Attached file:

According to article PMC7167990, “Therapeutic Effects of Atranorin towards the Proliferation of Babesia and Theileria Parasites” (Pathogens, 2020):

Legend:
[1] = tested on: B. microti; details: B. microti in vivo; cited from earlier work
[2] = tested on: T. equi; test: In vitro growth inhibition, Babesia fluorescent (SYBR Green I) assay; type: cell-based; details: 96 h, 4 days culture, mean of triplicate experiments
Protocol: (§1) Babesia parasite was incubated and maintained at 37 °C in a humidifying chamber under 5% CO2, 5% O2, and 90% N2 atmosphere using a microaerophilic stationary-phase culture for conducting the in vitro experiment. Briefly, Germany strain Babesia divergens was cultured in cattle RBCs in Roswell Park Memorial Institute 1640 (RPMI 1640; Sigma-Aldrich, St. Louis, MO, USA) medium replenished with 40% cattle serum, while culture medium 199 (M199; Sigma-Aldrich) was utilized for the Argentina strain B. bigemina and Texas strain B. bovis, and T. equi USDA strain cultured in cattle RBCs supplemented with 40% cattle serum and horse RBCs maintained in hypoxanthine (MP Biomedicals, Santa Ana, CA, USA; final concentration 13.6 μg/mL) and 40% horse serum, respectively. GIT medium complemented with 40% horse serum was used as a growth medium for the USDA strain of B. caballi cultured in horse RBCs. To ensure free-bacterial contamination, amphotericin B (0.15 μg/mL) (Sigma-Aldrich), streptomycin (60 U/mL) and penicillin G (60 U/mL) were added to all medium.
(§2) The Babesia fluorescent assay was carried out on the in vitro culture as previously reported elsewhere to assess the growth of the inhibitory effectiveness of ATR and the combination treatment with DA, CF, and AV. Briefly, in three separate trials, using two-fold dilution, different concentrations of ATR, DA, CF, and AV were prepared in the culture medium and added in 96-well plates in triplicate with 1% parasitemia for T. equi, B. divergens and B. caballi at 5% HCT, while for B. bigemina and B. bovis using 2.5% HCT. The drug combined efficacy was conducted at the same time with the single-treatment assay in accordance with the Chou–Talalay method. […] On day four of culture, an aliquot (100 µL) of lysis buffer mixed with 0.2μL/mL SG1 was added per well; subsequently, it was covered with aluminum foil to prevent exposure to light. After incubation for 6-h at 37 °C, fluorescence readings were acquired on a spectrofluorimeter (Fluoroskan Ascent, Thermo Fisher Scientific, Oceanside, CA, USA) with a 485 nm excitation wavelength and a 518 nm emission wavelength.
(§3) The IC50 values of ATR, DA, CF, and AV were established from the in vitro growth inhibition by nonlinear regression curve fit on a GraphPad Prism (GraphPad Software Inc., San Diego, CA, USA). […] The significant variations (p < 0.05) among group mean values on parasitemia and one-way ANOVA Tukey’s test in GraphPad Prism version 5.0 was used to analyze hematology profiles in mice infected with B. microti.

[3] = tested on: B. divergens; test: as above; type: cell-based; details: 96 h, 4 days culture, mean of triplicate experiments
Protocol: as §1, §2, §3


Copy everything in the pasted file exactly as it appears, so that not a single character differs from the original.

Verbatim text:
According to article PMC7167990, “Therapeutic Effects of Atranorin towards the Proliferation of Babesia and Theileria Parasites” (Pathogens, 2020):

Legend:
[1] = tested on: B. microti; details: B. microti in vivo; cited from earlier work
[2] = tested on: T. equi; test: In vitro growth inhibition, Babesia fluorescent (SYBR Green I) assay; type: cell-based; details: 96 h, 4 days culture, mean of triplicate experiments
Protocol: (§1) Babesia parasite was incubated and maintained at 37 °C in a humidifying chamber under 5% CO2, 5% O2, and 90% N2 atmosphere using a microaerophilic stationary-phase culture for conducting the in vitro experiment. Briefly, Germany strain Babesia divergens was cultured in cattle RBCs in Roswell Park Memorial Institute 1640 (RPMI 1640; Sigma-Aldrich, St. Louis, MO, USA) medium replenished with 40% cattle serum, while culture medium 199 (M199; Sigma-Aldrich) was utilized for the Argentina strain B. bigemina and Texas strain B. bovis, and T. equi USDA strain cultured in cattle RBCs supplemented with 40% cattle serum and horse RBCs maintained in hypoxanthine (MP Biomedicals, Santa Ana, CA, USA; final concentration 13.6 μg/mL) and 40% horse serum, respectively. GIT medium complemented with 40% horse serum was used as a growth medium for the USDA strain of B. caballi cultured in horse RBCs. To ensure free-bacterial contamination, amphotericin B (0.15 μg/mL) (Sigma-Aldrich), streptomycin (60 U/mL) and penicillin G (60 U/mL) were added to all medium.
(§2) The Babesia fluorescent assay was carried out on the in vitro culture as previously reported elsewhere to assess the growth of the inhibitory effectiveness of ATR and the combination treatment with DA, CF, and AV. Briefly, in three separate trials, using two-fold dilution, different concentrations of ATR, DA, CF, and AV were prepared in the culture medium and added in 96-well plates in triplicate with 1% parasitemia for T. equi, B. divergens and B. caballi at 5% HCT, while for B. bigemina and B. bovis using 2.5% HCT. The drug combined efficacy was conducted at the same time with the single-treatment assay in accordance with the Chou–Talalay method. […] On day four of culture, an aliquot (100 µL) of lysis buffer mixed with 0.2μL/mL SG1 was added per well; subsequently, it was covered with aluminum foil to prevent exposure to light. After incubation for 6-h at 37 °C, fluorescence readings were acquired on a spectrofluorimeter (Fluoroskan Ascent, Thermo Fisher Scientific, Oceanside, CA, USA) with a 485 nm excitation wavelength and a 518 nm emission wavelength.
(§3) The IC50 values of ATR, DA, CF, and AV were established from the in vitro growth inhibition by nonlinear regression curve fit on a GraphPad Prism (GraphPad Software Inc., San Diego, CA, USA). […] The significant variations (p < 0.05) among group mean values on parasitemia and one-way ANOVA Tukey’s test in GraphPad Prism version 5.0 was used to analyze hematology profiles in mice infected with B. microti.

[3] = tested on: B. divergens; test: as above; type: cell-based; details: 96 h, 4 days culture, mean of triplicate experiments
Protocol: as §1, §2, §3